Filesystem     1K-blocks      Used Available Use% Mounted on
/sda2          245115308 156692700  86157700  65% /home/jpetazzo

Let’s use the -P flag (to force POSIX format, just in case you have an exotic df, or someone runs that on Solaris or BSD when those systems will get Docker too) and put the result into a variable as well:

$ FILESYS=$(df -P $REALPATH | tail -n 1 | awk '{print $6}')

Find the device (and sub-root) of our filesystem

Now, in a world without bind mounts or BTRFS subvolumes, we would just have to look into /proc/mounts to find out the device corresponding to the /home/jpetazzo filesystem, and we would be golden. But on my system, /home/jpetazzo is a subvolume on a BTRFS pool. To get subvolume information (or bind mount information), we will check /proc/self/mountinfo.

If you had never heard about mountinfo, check proc.txt in the kernel docs, and be enlightened :-)

So, first, let’s retrieve the device of our filesystem:

$ while read DEV MOUNT JUNK
> do [ $MOUNT = $FILESYS ] && break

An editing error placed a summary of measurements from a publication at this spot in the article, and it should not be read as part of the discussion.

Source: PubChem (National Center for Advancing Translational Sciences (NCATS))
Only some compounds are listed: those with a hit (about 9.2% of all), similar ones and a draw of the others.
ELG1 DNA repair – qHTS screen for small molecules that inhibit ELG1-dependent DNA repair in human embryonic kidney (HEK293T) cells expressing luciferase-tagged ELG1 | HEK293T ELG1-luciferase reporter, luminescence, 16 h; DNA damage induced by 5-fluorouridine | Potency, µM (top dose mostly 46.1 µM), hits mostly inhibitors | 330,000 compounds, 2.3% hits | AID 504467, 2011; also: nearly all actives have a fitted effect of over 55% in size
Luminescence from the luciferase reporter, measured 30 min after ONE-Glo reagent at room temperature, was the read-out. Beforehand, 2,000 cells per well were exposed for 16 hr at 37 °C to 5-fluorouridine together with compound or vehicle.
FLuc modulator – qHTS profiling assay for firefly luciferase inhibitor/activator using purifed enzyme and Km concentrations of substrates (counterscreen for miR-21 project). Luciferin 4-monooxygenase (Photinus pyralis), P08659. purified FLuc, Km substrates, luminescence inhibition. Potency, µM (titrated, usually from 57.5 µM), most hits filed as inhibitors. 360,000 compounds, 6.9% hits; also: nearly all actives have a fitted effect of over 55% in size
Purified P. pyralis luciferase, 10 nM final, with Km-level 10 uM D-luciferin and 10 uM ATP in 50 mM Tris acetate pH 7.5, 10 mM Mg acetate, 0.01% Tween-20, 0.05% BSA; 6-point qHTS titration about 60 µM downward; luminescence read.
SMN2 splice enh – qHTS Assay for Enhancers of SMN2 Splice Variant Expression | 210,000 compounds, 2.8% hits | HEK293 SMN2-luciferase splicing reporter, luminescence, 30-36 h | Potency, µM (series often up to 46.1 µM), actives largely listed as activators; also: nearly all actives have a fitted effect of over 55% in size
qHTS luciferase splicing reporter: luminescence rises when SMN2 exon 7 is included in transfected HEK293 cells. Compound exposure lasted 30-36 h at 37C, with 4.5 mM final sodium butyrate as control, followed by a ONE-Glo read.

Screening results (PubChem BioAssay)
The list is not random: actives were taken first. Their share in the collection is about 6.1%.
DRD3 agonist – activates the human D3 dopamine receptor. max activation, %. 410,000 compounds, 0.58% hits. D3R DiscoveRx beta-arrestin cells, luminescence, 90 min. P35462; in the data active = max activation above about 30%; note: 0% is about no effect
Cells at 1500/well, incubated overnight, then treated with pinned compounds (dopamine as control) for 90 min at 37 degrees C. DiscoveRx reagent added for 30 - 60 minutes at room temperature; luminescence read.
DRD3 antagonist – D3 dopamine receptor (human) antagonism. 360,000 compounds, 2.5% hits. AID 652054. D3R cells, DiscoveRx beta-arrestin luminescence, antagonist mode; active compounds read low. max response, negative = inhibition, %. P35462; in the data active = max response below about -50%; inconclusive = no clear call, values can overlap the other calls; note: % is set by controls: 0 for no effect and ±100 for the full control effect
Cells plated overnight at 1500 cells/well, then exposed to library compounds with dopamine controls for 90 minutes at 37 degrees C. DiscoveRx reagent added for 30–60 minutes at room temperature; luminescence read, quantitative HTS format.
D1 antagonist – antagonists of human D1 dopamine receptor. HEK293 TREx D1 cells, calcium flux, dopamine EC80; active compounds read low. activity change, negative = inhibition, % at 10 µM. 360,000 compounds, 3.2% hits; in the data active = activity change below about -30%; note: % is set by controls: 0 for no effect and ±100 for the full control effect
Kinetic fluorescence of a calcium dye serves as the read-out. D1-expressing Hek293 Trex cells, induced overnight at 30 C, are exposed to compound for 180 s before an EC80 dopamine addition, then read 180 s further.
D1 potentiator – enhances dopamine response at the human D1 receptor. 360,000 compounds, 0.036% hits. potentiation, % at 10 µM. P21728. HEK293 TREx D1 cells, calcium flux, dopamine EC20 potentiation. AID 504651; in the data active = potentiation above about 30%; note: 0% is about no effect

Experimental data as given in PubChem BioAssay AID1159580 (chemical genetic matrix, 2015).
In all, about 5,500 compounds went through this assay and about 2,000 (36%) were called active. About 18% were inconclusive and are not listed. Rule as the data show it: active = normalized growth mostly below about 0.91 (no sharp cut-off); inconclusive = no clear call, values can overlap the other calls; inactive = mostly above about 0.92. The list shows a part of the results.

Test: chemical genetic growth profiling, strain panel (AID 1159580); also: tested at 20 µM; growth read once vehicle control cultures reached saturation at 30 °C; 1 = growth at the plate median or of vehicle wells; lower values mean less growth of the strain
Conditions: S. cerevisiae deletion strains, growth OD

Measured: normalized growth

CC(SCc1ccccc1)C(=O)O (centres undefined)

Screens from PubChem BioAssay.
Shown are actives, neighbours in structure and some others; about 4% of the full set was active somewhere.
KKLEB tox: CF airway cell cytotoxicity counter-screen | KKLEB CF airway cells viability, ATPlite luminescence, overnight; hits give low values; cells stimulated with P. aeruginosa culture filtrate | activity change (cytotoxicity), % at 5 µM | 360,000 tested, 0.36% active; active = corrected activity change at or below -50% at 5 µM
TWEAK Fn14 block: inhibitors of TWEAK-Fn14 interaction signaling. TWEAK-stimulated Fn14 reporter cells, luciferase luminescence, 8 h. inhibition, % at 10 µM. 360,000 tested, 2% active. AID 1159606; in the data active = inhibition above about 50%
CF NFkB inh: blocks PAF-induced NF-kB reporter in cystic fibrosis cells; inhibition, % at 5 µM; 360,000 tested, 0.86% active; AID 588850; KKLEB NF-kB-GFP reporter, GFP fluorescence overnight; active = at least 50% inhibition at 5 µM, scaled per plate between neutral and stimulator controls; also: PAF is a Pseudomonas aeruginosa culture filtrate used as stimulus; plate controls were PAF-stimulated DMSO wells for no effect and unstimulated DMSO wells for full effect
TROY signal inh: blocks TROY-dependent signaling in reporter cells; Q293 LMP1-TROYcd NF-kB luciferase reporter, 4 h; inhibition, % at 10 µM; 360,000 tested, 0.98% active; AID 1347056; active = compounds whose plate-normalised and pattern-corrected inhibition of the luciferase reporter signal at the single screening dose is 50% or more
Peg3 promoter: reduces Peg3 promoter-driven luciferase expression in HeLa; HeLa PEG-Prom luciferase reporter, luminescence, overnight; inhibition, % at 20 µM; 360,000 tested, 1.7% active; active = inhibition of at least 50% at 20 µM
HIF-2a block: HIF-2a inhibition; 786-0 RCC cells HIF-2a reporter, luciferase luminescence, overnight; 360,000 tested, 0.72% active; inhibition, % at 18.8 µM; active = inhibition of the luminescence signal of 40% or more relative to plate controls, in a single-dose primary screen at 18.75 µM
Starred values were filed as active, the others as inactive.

> done </proc/mounts
$ echo $DEV
/dev/sda2

Next, retrieve the sub-root (i.e. the path of the mounted filesystem, within the global filesystem living in this device):

$ while read A B C SUBROOT MOUNT JUNK
> do [ $MOUNT = $FILESYS ] && break
> done < /proc/self/mountinfo 
$ echo $SUBROOT
/jpetazzo

Perfect. Now we know that we will need to mount /dev/sda2, and inside that filesystem, go to /jpetazzo, and from there, to the remaining path to our file (in our example, /go/src/github.com/docker/docker).

Let’s compute this remaining path, by the way:

$ SUBPATH=$(echo $REALPATH | sed s,^$FILESYS,,)

Note: this works as long as there are no , in the path. If you have an idea to make that work regardless of the funky characters that might be in the path, let me know! (I shall invoke the Shell Triad to the rescue: jessie, soulshake, tianon?)

The last thing that we need to do before diving into the container, is to resolve the major and minor device numbers for this block device. stat will do it for us:

$ stat --format "%t %T" $DEV
8 2

Note that those numbers are in hexadecimal, and later, we will need them in decimal. Here is a hackish way to convert them easily:

$ DEVDEC=$(printf "%d %d" $(stat --format "0x%t 0x%T" $DEV))

Putting it all together

There is one last subtle hack. For reasons that are beyond my understanding, some filesystems (including BTRFS) will update the device field in /proc/mounts when you mount them multiple times. In other words, if we create a temporary block device named /tmpblkdev in our container, and use that to mount our filesystem, then now our filesystem (in the host!) will appear as /tmpblkdev instead of e.g. /dev/sda2. This sounds like a little detail, but in fact, it will screw up all future attempts to resolve the filesystem block device.